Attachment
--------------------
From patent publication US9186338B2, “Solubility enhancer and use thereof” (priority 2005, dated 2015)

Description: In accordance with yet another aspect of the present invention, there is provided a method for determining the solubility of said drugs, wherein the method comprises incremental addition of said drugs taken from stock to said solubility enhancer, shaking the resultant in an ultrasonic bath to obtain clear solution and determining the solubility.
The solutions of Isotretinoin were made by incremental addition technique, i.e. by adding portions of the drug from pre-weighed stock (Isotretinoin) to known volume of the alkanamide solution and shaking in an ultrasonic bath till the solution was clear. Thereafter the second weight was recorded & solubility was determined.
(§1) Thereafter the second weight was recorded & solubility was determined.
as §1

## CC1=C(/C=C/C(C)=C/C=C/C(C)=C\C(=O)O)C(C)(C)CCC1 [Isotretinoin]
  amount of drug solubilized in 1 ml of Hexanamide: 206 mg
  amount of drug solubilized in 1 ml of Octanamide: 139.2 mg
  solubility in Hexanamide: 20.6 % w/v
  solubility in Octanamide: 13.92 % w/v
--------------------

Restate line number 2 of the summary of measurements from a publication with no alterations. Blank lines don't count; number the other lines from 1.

Description: In accordance with yet another aspect of the present invention, there is provided a method for determining the solubility of said drugs, wherein the method comprises incremental addition of said drugs taken from stock to said solubility enhancer, shaking the resultant in an ultrasonic bath to obtain clear solution and determining the solubility.